The third question is the relationship between Zn2+-induced suppression of caspase-3 activity and viability of the gastric gland. In other cell systems, it has been suggested that release of Zn2+ by reactive nitrogen species, such as nitric oxide, may be anti-apoptotic and therefore protective (13-15, 28). In our experimental system, the reactive nitrogen species, NH2Cl, is likely to be toxic to the cell. In addition, Zn2+ accumulation in response to oxidant stress may be protective if brief and controlled or toxic if high and sustained. Thus, low-level, oxidant-induced increases in intracellular Zn2+ may have an overall protective effect when necrotic cell death is rare and apoptosis is the dominant pathway for cell demise. When oxidant stress is high, however, the concurrent Zn2+-induced suppression of caspase-3 activity may accelerate chaotic cell death (necrosis) by suppressing pathways that lead the gland to a more orderly and controlled demise (apoptosis). Further studies are underway to clarify the distinction between these two types of cell death in a complex epithelial unit such as the gastric gland, and to determine how oxidant-induced release of Zn2+ may influence the balance between apoptosis and necrosis in the setting of acute mucosal inflammation.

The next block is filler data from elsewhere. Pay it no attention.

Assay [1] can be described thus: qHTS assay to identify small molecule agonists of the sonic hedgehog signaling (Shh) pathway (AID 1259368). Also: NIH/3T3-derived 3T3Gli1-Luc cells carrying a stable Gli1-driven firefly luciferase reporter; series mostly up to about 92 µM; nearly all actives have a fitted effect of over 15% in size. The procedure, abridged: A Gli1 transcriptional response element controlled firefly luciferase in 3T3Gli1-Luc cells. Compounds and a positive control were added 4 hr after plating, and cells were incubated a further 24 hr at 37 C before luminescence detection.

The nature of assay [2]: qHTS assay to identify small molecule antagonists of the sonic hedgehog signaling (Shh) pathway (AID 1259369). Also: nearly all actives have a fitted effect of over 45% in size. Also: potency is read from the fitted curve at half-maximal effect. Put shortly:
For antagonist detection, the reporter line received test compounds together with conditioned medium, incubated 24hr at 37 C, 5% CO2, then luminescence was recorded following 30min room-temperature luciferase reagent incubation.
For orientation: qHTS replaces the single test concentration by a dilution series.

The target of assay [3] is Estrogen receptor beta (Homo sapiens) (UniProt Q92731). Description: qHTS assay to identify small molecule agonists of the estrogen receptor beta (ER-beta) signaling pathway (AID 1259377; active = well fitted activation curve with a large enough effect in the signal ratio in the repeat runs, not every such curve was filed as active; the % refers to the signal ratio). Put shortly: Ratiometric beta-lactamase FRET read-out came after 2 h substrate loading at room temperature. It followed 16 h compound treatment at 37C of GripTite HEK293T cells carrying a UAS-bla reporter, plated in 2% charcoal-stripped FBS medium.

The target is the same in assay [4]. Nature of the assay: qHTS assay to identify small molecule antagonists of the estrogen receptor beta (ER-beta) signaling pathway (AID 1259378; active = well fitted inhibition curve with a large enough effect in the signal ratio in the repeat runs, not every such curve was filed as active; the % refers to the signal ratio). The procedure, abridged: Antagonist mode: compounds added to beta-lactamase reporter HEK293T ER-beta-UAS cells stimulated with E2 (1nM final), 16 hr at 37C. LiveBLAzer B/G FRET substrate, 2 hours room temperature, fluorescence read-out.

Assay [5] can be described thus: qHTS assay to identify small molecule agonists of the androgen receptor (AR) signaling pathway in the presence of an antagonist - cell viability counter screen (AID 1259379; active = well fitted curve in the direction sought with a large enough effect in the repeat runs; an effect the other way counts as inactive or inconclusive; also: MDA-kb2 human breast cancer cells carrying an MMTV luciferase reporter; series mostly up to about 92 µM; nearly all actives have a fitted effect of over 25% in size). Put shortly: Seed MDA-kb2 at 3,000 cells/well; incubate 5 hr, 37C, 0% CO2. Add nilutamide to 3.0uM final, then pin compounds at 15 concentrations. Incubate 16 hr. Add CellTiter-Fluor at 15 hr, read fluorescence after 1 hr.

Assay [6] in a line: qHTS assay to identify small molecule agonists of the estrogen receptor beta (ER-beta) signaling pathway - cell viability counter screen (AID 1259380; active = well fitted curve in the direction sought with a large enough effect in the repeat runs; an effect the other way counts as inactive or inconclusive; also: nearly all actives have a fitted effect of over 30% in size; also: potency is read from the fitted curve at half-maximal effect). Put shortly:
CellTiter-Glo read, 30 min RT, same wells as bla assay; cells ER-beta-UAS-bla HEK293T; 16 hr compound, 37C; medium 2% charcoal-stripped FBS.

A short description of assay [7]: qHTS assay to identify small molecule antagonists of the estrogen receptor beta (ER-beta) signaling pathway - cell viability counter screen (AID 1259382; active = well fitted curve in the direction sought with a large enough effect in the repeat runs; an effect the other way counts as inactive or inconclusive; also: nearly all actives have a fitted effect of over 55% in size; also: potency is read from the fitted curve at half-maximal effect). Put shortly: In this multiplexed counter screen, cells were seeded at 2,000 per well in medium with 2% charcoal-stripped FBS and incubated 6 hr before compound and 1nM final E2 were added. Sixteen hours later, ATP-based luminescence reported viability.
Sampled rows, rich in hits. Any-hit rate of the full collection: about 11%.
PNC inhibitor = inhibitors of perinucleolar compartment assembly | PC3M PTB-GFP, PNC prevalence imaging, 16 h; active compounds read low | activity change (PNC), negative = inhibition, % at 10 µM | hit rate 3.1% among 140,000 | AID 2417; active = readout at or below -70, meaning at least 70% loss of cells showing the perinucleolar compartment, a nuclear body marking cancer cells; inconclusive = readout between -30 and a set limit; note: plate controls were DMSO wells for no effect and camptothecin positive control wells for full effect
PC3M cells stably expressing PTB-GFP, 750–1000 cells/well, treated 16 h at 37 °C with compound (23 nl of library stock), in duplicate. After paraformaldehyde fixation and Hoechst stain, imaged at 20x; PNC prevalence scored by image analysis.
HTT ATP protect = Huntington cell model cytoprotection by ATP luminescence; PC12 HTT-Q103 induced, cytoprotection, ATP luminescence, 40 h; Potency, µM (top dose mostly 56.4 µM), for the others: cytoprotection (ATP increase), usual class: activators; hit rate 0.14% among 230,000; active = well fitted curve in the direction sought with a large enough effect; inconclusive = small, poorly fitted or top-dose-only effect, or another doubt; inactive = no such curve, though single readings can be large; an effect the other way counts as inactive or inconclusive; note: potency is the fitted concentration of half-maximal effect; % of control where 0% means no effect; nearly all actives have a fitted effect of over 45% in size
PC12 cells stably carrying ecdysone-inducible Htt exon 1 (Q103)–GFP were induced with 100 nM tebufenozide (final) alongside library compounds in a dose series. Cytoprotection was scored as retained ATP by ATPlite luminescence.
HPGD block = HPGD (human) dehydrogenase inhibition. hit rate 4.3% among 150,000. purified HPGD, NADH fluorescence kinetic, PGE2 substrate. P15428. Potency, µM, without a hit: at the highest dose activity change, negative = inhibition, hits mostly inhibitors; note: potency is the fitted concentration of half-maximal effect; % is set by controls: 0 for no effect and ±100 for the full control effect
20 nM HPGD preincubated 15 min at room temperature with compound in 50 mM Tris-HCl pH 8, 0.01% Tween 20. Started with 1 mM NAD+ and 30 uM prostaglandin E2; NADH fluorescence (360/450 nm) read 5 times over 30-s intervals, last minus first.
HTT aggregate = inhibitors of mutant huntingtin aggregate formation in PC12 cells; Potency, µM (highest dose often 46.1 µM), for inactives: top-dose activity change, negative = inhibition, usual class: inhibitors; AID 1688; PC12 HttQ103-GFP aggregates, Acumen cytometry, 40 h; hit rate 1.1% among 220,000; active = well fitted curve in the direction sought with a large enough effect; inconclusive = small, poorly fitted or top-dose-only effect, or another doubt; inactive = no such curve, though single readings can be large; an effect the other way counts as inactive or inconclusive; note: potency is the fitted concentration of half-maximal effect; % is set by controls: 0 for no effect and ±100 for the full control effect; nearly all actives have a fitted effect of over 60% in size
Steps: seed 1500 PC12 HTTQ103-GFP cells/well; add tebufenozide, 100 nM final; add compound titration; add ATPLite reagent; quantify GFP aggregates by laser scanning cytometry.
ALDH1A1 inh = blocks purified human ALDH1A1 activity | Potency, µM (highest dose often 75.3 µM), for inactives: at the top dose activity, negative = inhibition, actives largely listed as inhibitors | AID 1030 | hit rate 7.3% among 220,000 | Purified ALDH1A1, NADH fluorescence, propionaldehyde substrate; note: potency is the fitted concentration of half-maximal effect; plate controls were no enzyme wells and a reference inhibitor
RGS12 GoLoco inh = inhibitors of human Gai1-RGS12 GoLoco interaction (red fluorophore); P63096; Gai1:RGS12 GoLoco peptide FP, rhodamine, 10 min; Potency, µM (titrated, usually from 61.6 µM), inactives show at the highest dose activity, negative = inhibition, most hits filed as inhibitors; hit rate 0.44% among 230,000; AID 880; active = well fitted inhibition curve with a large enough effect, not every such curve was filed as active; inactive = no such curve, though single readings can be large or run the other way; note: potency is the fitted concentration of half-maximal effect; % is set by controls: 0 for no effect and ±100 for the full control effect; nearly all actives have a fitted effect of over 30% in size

In summary, our results suggest that caspase-3, a zinc-depdendent protein present in the cytoplasm of rabbit gastric glands, is inhibited by the rise in intracellular Zn2+ associated with thiol oxidative stress. This effect can be prevented by treatment with DTT, a thiol oxidant, and can be both arrested and reversed using the selective zinc chelator TPEN. Though the role of Zn2+ as a pro-apoptotic signal has not been established, these experiments serve as a reminder of the many essential physiologic roles played by this cation.
This work was funded by NIH R01 DK069929 (DIS), NIH T32 DK 007754 (JM, JEK) and by an American College of Surgeons Resident Research Fellowship (JEK). We thank Melissa Beshire for technical assistance with the assays.